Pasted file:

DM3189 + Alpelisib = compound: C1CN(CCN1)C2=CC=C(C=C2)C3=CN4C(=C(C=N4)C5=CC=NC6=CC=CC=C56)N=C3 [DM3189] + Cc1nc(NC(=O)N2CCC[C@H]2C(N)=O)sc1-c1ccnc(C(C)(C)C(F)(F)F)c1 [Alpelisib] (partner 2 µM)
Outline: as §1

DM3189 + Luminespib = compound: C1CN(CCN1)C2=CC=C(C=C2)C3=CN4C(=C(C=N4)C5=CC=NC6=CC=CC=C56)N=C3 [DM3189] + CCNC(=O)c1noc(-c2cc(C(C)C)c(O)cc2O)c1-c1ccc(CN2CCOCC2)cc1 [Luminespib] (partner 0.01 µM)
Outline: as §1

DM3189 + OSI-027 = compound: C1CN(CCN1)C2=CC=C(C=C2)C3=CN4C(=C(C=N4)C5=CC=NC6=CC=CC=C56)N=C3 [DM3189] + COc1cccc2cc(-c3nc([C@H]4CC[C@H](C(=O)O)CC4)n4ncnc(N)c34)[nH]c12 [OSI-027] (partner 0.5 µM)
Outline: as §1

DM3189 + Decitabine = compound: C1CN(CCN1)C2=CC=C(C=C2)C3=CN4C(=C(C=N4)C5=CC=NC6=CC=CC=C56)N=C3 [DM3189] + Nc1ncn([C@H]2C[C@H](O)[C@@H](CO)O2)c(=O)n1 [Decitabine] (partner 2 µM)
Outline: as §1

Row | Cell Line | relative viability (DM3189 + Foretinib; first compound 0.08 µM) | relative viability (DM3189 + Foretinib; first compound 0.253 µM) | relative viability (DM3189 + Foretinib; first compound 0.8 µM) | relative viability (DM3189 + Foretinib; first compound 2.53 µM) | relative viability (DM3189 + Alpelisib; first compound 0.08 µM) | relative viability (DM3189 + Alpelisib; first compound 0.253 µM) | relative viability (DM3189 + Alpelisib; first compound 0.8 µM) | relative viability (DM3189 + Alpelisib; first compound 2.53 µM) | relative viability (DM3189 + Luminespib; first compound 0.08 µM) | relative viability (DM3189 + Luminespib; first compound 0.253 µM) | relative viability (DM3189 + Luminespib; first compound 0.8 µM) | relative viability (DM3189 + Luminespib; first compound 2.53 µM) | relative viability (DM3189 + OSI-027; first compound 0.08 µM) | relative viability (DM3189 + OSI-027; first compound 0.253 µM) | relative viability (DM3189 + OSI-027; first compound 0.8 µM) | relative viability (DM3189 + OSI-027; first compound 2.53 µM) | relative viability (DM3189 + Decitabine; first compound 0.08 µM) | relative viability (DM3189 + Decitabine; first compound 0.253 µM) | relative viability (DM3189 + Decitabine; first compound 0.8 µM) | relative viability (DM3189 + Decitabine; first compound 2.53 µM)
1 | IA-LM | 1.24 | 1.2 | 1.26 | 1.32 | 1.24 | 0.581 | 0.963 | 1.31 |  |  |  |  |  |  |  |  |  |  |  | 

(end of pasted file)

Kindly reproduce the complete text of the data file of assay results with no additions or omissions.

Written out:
DM3189 + Alpelisib = compound: C1CN(CCN1)C2=CC=C(C=C2)C3=CN4C(=C(C=N4)C5=CC=NC6=CC=CC=C56)N=C3 [DM3189] + Cc1nc(NC(=O)N2CCC[C@H]2C(N)=O)sc1-c1ccnc(C(C)(C)C(F)(F)F)c1 [Alpelisib] (partner 2 µM)
Outline: as §1

DM3189 + Luminespib = compound: C1CN(CCN1)C2=CC=C(C=C2)C3=CN4C(=C(C=N4)C5=CC=NC6=CC=CC=C56)N=C3 [DM3189] + CCNC(=O)c1noc(-c2cc(C(C)C)c(O)cc2O)c1-c1ccc(CN2CCOCC2)cc1 [Luminespib] (partner 0.01 µM)
Outline: as §1

DM3189 + OSI-027 = compound: C1CN(CCN1)C2=CC=C(C=C2)C3=CN4C(=C(C=N4)C5=CC=NC6=CC=CC=C56)N=C3 [DM3189] + COc1cccc2cc(-c3nc([C@H]4CC[C@H](C(=O)O)CC4)n4ncnc(N)c34)[nH]c12 [OSI-027] (partner 0.5 µM)
Outline: as §1

DM3189 + Decitabine = compound: C1CN(CCN1)C2=CC=C(C=C2)C3=CN4C(=C(C=N4)C5=CC=NC6=CC=CC=C56)N=C3 [DM3189] + Nc1ncn([C@H]2C[C@H](O)[C@@H](CO)O2)c(=O)n1 [Decitabine] (partner 2 µM)
Outline: as §1

Row | Cell Line | relative viability (DM3189 + Foretinib; first compound 0.08 µM) | relative viability (DM3189 + Foretinib; first compound 0.253 µM) | relative viability (DM3189 + Foretinib; first compound 0.8 µM) | relative viability (DM3189 + Foretinib; first compound 2.53 µM) | relative viability (DM3189 + Alpelisib; first compound 0.08 µM) | relative viability (DM3189 + Alpelisib; first compound 0.253 µM) | relative viability (DM3189 + Alpelisib; first compound 0.8 µM) | relative viability (DM3189 + Alpelisib; first compound 2.53 µM) | relative viability (DM3189 + Luminespib; first compound 0.08 µM) | relative viability (DM3189 + Luminespib; first compound 0.253 µM) | relative viability (DM3189 + Luminespib; first compound 0.8 µM) | relative viability (DM3189 + Luminespib; first compound 2.53 µM) | relative viability (DM3189 + OSI-027; first compound 0.08 µM) | relative viability (DM3189 + OSI-027; first compound 0.253 µM) | relative viability (DM3189 + OSI-027; first compound 0.8 µM) | relative viability (DM3189 + OSI-027; first compound 2.53 µM) | relative viability (DM3189 + Decitabine; first compound 0.08 µM) | relative viability (DM3189 + Decitabine; first compound 0.253 µM) | relative viability (DM3189 + Decitabine; first compound 0.8 µM) | relative viability (DM3189 + Decitabine; first compound 2.53 µM)
1 | IA-LM | 1.24 | 1.2 | 1.26 | 1.32 | 1.24 | 0.581 | 0.963 | 1.31 |  |  |  |  |  |  |  |  |  |  |  | 